“There in one of its remote recesses, on the outer margin of civilization. he, who had made a part of the world's briskest acticity, who had led on the speed of its progress. whose mind had kept pace with its learning. and overtaken its science. and outstripped is freedom and its morality, gathered together his resources of philosophy and devotion: thence he looked forth on the vicissitudes and prospectus of Europe, with melancholy, but hopeful interest, like the prophet from his mount, on the land whose glories he was not to see. But it was not for such an energetic sprit as his to pass instantaneously into the quietude of exile without an irrecoverable shock. He had not that dreamy and idle pietism which could enwrap itself in the mists of its own contemplations, and believe Heaven nearer in propation as earth became less distinct. The shifting sights and busy murmurs that reached him from afar. remainded him of the circulation of social toils which had plied his hand and heart. Year after year passed on, and bought him no summons of duty back into the stir of men; all that he did he had to devise and execute by his own solitary energies, apart from advice and sympathy, and with no hope but that of benefitting the world was soon to quit. The effort to exchange the habits of the city for those of the cloister was astonishingly successful. But his mind was never the same again: it is impossible not to perecive a decline of power, a tendency to garrulity of style and eccentricity of speculation in his American publications. And yet. while this slight, though perceptible shade fell over his intellect, a softened lightv seemed to spread itself over his character. His feelings, his moral perceptions, were mellowed and ripened by years. and assumed a tenderness and refinement not observable before. Thanks to the genial and heavenly clime which Christianity sheds round the soul. the aged stem burst into blossom. And so it will always be when the mind is really pervaded by so noble a faith as Priestley's. There is no law of nature, there are no frosts of time, to shed a snoe-blight on the heart. The feelings die out when their objects come to an end; and if there be no future, and its treasures drop off. and its attractions are spent, and a few links only of its hours remain in the hand, well may there be no heart for effort, and no eye for beauty, and well may love gather itself up to die. But open perfection to its veneration, and immortality to its step; tell it of one who is and always will be the inspirer of genius, the origninator of truth, the lifeof emotion; assure it that all which is known shall enlarge for ever, that all which is felt shall grow intenser for ever, and the proximity of death will quicken instead of withering the mindl; the eye will grow dim on the open page of knowledge; the hand will be found clasping in death the instruments of human good; the haert's last pulse will heat with some new emotion of benignity. In Priestley's case there was not merely a sustainment, but a positive advancement of character in later years. The symptoms of restlessness gradually disappear without abatement of his acticity; a quictude as of one who waits and listens comes over him; there are touches of sentiment and traces of tears in his letters, and yet an obvious increase of screnity and hope; there is a disposition to devise and accomplish more good for the world, and ply himself while an energy remained, and yet no anexiety to do what was beyond his powers. He successively followed to the grave a son and a wife; and the more he was left alone, the more did he learn to love to be alone; and in his study, surrounded by the books which had been his companions for half a century, and over half the earth, and sitting beneath the pictures of friends under the turf, he took his last survey of the world which had given him so long a shelter: like a greatful guest before his departure, he numbered up the bright and social, or the adventurous hours which had passed during his stay; and the philosophers who had welcomed him in his anual visits to London,— the board, sabacious face of Franklin, the benignant intelligence of Price, rose up before him, and the social voices of the group of heretics round the fireside of Essex Street, floated on his ear; and as the full moon shone upon his table, and glistened in his electrical machine, his eye would dream of the dining philosophers of the Lunnar Society, and glisten to greet again the doughty features of Darwin, and the clear, calculating eye of Watt. Yet his retrospective thoughts were but hints to suggest a train of prospective far more interesting. The scenes which he loved were in the past, but most of the objects which clothed them with associations of interest were already transferred to the future: there they were in reserve for him, to be recovered (to use his win favourite phrase, slightly tinged with the melancholy sprit of his solitude) under more favourable circumstances: and thither, with all his attachment to the world, whose boundary ocean already murmured beneath, he hoped soon to emigrate.”*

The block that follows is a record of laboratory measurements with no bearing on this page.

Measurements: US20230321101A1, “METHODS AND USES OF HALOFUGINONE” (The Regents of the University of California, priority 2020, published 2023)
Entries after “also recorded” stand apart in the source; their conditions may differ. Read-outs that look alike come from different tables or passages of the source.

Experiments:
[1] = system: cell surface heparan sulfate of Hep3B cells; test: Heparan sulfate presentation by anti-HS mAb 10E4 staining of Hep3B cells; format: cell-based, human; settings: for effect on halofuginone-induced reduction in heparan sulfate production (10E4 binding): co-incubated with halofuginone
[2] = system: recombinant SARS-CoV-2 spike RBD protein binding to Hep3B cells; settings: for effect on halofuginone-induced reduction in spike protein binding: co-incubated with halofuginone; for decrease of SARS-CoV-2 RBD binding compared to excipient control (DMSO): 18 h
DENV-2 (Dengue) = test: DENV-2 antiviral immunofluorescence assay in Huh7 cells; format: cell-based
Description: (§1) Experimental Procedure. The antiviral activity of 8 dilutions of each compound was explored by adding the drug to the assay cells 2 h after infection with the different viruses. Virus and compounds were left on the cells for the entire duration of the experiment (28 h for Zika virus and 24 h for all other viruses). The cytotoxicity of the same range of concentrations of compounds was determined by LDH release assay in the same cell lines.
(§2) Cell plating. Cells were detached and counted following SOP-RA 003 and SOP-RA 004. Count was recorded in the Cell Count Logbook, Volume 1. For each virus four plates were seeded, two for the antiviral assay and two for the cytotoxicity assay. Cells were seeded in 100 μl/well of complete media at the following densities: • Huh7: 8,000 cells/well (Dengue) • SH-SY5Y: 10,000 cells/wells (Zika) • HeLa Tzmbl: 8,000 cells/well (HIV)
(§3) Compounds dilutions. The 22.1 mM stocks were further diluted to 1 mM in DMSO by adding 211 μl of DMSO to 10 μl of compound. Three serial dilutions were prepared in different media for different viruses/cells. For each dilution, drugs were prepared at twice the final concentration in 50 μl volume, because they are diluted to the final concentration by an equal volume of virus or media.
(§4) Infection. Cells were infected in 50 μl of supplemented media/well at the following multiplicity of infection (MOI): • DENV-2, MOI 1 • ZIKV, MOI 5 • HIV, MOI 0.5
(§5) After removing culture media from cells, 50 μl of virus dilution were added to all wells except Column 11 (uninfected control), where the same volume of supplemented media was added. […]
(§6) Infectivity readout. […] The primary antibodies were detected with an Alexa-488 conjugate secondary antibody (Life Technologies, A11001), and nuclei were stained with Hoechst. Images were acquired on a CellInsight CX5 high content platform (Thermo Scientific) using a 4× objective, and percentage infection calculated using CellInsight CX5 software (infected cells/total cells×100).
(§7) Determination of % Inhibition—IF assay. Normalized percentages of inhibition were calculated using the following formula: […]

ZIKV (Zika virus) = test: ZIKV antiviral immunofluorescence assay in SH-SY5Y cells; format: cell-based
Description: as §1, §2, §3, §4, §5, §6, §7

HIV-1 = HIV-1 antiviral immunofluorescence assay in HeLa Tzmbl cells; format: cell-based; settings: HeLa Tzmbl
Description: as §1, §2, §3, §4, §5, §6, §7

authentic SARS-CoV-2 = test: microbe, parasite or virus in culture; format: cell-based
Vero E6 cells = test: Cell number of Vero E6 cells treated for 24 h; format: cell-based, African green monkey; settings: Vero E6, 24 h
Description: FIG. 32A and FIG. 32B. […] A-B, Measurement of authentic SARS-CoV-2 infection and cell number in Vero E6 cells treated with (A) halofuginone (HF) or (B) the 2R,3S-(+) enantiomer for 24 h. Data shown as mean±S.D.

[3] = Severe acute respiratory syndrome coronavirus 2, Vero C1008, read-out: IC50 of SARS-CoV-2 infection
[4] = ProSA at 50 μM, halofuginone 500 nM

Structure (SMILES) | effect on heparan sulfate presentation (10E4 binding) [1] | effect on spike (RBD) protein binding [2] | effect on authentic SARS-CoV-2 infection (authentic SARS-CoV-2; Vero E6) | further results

Priestley had much to suffer in America. His severest woes behalf him there. There he lost beloved son Harry; then his wife departed: and trails which exceeded even these put his Christian acquiescence to fullest proof. To an intimate friend he writes—“From how much trouble has my wife been relived! She had a great mind, but the events that have taken place since her death would have affected her deeply. My trails, now towards the close of life, are as great as I can bear, though I doubt not that a wise and good Providence overrules all events, and I have daily a more habitual respect to it. Nothing else could support me. . . . We are frail, imperfect beings, and our faith is at best but weak, and requires to be strengthened by reading and reflection. I never omit reading, and I do it with more satisfaction than ever, a considerable portion of Scripture every day, and by this means my mind is much relieved.”
This is not the device of the devotee, the refuge of the disappointed man who takes to religion as the only resource left him. This is the declaration of a philosopher, whose youth and whose riper years were given to the close study of the book which was now the pillow of his age.
I know not how it may appear to persons less familiarised than myself with the sprit of the man, and the eloquent moderation of his language, but I have always regarded the letter on the death of his son Harry as an exquisite revelation of a healthy mind in sorrow:—
“Monthly Repository,” New Series, vol. vii., p. 235.